THE Hockey Museum in Woking has received a notable addition to its collection.

A 1920 Olympic gold medal, won by Harry Haslam, the Great Britain hockey goalkeeper at the Antwerp Games, has been loaned to the museum, together with other memorabilia, by Haslam’s family.

It was displayed at a private presentation at the museum on 5 September, when members of Haslam’s family received his Great Britain honours cap.

Besides the gold medal, the memorabilia include an oil painting of Haslam, an Antwerp participation medal and civilian medals.

The occasion marked the centenary of the final day of the 1920 Olympic hockey tournament, played as a four-nation round robin event, and the centenary of the awarding of gold medals to the GB team.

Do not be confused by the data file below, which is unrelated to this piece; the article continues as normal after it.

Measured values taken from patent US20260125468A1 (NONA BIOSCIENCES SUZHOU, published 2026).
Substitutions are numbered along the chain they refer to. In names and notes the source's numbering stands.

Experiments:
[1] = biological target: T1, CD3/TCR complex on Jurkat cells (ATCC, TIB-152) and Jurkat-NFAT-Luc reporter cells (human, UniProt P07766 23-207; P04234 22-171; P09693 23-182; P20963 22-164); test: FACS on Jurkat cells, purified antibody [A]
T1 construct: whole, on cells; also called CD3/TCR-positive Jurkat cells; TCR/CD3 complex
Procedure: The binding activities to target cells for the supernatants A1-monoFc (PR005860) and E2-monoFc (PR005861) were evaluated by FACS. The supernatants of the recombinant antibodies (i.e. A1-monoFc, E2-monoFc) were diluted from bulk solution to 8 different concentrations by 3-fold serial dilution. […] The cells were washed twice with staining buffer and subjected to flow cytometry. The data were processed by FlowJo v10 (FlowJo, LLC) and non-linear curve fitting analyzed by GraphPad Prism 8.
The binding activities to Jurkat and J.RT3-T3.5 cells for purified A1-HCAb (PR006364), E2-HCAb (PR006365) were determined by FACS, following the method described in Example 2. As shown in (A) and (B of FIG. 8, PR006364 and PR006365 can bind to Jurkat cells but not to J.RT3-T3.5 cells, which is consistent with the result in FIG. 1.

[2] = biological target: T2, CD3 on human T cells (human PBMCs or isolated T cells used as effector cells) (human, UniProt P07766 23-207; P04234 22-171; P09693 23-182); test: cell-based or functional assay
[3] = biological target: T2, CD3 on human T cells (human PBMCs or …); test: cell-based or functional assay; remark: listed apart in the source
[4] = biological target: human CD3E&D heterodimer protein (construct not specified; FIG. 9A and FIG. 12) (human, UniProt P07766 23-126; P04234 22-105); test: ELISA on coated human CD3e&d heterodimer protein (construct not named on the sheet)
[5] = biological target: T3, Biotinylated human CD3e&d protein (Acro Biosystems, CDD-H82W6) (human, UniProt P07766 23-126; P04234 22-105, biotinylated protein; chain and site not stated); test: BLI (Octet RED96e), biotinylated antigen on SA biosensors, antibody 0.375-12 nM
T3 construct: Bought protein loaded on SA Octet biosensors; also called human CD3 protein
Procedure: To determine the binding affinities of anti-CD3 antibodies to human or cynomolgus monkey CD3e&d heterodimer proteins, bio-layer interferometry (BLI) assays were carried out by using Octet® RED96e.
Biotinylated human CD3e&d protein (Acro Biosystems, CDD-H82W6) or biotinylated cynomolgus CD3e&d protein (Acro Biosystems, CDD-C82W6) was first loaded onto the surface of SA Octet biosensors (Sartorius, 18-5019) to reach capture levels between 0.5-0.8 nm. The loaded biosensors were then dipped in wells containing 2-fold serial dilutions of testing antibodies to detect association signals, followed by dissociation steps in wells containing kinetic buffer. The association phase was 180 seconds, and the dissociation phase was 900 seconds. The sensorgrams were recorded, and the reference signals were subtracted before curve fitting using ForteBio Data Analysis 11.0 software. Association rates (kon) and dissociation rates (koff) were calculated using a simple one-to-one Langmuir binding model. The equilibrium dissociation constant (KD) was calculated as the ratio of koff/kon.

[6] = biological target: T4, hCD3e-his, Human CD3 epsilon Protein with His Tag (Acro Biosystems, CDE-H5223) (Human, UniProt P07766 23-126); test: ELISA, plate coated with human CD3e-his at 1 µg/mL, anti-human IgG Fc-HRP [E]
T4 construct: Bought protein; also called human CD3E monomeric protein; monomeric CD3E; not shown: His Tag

The Antwerp medal is of gold gilt, unlike the 1908 London Olympic gold medal, held on loan by the museum, and looks more like silver. It is believed this less expensive metal was used because money was still scarce so soon after the First World War.

Great Britain’s gold medal at the Antwerp Games came in curious circumstances, allegedly arising from a misguided piece of skulduggery.

They had beaten Denmark (5-1) and the hosts Belgium (12-1) and were awarded a walkover in their final game against France to secure gold.

The Ilford Recorder, in a 1996 article on Haslam, whose club was Ilford, described the affair: “Great Britain’s opponents invited our lads out on the town – with the intention of drinking them legless.

“The French found their opponents were made of sterner stuff than themselves in the hangover league and the inebriated opposition actually conceded the next day’s game following their mutual night out on the town.